Medical marijuana group delivers signatures to get measure on the November ballot

Published: Jul. 11, 2016 at 5:04 PM CDT
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Medical marijuana in some form is legal in more than half of the country, but not in North Dakota.

That could be changing.

For many, prescription drugs on the market for many illnesses either don't work or the side effects outweigh the benefits.

That's why the Compassionate Care Act Committee is pushing for medical cannabis as an alternative.​

The signatures on petitions may legally deliver Marcus Schumacher the relief he's been seeking his whole life. He's struggled with Cystic Fibrosis since childhood.

"Cannabis is an amazing miracle," says Schumacher.

Schumacher says since his friends got him some marijuana from Washington and Colorado, he's been able to beat depression and exercise.

Today, he and others submitted more than 17,000 signatures to the secretary of state's office to put medical marijuana on the November ballot.

"To see so many people rally around cannabis, whether for personal reasons or someone they know, whatever reason they want, it's amazing to see," says Schumacher.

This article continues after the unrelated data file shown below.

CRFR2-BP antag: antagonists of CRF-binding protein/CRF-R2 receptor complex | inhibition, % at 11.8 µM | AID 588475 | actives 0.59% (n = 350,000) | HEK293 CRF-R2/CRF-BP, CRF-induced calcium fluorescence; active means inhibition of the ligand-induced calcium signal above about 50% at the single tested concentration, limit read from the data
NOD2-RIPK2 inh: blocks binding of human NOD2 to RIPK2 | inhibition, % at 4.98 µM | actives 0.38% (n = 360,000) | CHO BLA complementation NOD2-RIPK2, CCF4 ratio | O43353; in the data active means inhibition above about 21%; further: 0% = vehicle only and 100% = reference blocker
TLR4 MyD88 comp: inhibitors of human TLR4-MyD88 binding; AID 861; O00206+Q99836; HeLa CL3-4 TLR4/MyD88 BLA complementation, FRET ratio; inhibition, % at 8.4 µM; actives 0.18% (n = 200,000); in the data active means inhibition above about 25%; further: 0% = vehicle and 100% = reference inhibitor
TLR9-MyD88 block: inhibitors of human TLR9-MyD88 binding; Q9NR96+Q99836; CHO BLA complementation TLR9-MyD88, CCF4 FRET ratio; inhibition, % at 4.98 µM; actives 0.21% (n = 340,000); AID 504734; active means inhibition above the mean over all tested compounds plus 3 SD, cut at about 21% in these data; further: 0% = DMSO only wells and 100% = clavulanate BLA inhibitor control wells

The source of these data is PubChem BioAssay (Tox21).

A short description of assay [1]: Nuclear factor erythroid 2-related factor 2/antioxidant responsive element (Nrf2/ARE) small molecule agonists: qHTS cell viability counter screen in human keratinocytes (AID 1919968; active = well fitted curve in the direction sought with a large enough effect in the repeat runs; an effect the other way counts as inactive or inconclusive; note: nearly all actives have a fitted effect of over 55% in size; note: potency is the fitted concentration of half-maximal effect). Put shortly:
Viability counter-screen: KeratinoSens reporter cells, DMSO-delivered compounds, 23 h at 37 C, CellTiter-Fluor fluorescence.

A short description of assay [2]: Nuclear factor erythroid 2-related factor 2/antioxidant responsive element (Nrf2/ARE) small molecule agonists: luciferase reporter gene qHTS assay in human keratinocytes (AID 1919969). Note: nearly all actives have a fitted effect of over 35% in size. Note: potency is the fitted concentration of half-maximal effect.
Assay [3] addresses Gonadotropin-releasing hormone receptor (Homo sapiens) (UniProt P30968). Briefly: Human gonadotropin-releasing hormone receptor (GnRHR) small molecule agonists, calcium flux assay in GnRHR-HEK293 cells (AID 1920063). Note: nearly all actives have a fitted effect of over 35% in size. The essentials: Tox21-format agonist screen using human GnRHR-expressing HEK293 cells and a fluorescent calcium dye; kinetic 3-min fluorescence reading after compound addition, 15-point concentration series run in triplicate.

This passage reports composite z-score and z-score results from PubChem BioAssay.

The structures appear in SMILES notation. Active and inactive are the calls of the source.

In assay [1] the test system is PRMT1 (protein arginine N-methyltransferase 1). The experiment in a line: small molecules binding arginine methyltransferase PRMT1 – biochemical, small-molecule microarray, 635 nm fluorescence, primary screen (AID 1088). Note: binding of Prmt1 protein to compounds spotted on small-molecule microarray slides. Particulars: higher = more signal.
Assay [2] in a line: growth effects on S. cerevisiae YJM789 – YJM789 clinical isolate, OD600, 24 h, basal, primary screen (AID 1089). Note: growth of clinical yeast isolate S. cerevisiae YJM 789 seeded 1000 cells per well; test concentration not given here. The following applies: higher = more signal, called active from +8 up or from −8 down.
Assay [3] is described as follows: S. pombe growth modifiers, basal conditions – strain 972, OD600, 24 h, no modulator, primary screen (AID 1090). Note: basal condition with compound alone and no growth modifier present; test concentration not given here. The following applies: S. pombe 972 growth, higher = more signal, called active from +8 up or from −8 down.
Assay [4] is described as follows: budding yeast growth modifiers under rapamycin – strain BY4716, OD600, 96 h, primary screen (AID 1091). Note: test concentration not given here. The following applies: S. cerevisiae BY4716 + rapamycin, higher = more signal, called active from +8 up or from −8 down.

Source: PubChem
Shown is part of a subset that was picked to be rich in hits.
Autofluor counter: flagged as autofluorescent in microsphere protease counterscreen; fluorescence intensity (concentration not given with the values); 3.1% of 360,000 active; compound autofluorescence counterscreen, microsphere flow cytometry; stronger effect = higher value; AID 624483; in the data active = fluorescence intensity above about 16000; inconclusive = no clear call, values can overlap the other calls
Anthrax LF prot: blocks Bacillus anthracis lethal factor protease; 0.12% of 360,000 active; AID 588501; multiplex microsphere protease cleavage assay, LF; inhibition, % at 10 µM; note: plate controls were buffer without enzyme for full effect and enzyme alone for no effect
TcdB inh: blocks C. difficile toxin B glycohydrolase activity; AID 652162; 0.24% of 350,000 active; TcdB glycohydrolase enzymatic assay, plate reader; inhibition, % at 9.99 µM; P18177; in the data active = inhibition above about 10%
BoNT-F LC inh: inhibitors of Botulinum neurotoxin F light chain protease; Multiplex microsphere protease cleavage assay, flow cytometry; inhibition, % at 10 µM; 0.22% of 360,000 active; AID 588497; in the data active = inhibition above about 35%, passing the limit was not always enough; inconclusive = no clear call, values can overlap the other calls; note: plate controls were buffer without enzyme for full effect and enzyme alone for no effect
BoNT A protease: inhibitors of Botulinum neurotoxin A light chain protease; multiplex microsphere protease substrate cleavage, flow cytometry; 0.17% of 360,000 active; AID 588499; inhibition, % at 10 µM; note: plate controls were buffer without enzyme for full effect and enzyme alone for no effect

Cystic Fibrosis isn't the only disease cannabis can help control according to supports of the ballot measure.

"It's not a fairy tale. It's fact. This is something we want to bring to the people of North Dakota, and I think our citizens deserve to have that chance," says Mary Rennich, mother of man with epilepsy.

The act would allow patients suffering from diseases like cancer, epilepsy and hepatitis C to get identification cards. They'd be able to use those cards at dispensaries which would be monitored by the Department of Health, in order to pick up up to three ounces of medical marijuana.

A similar measure died in the state house during the 2015 legislative session.

"If they were to walk a mile in somebody else's moccasins, they might take a different view of this. They really need to take a hard look at those attitudes," says Ray Morgan, Compassionate Care Act Committee chairman.

Morgan says all the signatures were collected by unpaid volunteers, but he does plan to raise money to help support public education on the issue between now and election day.​

Secretary of State Al Jaeger has just more than a month to count and approve the signatures before he can approve the measure.

For more information on the act, you can go to